Availability of health services is almost identical if we leave the cost factor behind. Health Care providers are easily accessible and efficient in both countries. In Taiwan their low cost become a bit of problem where people tend to go University based hospitals than independent ones.

Competition between Insurance Companies:

In US and Taiwan, people contribute a certain premium towards their health insurance which allows them to cover their health cost if the fall sick or need any medical procedure. In US the health insurance cost is far more expensive and the amount you pay towards your insurance policy will define what kind of services you will get. There is a definitive factor of quality that people with less money will have to suffer at some point while for the privileged it easy to survive as the cost is not a valid problem whereas in Taiwan the scenario is totally different. Taiwan's health care system is similar to Canada's ‘Single Payer' system where government is the only authority that reimburses the health costs while people pay a certain amount towards their national insurance which is Taiwan's case is very low compared to the US.

Weaknesses of the Article:

In my view this comparison is somewhat unrealistic is a certain aspect because if we consider the size of population of countries, their economy and their resources they are totally different. Taiwan is a very small country compared to the US and I think it is easier to maintain a system like Single Player in country like Taiwan where people are abusing the system and if this happens in the case US we will have far more difficult consequences.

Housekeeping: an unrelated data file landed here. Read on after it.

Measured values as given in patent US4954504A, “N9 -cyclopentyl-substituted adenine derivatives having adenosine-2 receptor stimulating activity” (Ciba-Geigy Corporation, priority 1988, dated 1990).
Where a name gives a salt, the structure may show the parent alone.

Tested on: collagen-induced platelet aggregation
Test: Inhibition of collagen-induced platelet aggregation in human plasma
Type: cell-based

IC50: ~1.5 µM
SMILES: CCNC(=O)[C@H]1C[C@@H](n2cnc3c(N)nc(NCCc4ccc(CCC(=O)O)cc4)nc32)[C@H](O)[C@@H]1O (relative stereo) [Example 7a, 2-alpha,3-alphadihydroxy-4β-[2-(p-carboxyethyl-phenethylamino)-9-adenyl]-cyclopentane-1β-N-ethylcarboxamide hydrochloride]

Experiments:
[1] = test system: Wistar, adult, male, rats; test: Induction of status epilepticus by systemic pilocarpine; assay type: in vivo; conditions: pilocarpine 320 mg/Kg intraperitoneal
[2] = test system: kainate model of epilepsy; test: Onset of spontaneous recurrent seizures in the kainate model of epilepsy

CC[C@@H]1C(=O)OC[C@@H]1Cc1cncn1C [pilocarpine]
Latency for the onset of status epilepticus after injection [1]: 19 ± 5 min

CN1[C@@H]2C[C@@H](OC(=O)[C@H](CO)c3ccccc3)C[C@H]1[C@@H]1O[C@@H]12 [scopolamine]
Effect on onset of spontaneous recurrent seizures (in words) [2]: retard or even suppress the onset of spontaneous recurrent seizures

The article is timely as it deals with problems of present times where the economic downturn has affected the most stabilised countries and establishment and it gives us a message how to cut down the cost not the quality of our health care systems.

The article is very helpful and provides a very detail understanding of both systems along with highlighting some flaws among them. In my point of view both systems have their good and negative points. For an example Taiwan's system is economical, efficient and more practical while the US health care system has invested money in research and development which have benefited in its own way. If we consider the negative aspects of the systems both systems have some drawbacks in them such as Taiwan's system is being overused and to maintain the system the government is forced to borrow money from banks while US insurance cost is too high which has led 45 million people still uninsured. In short, there is room for improvement in both systems.

The writer has summarized the whole issue in a very methodological manner which captures the reader's attention.

What we can learn from this article is how a nation like Taiwan have been able to manage a better health care system compared to US which clearly shows that even with resources and facilities we still can make a big difference its not necessarily always the bigger and more developed countries can have the better system. Taiwan's Health Care System is great example we should learn from them.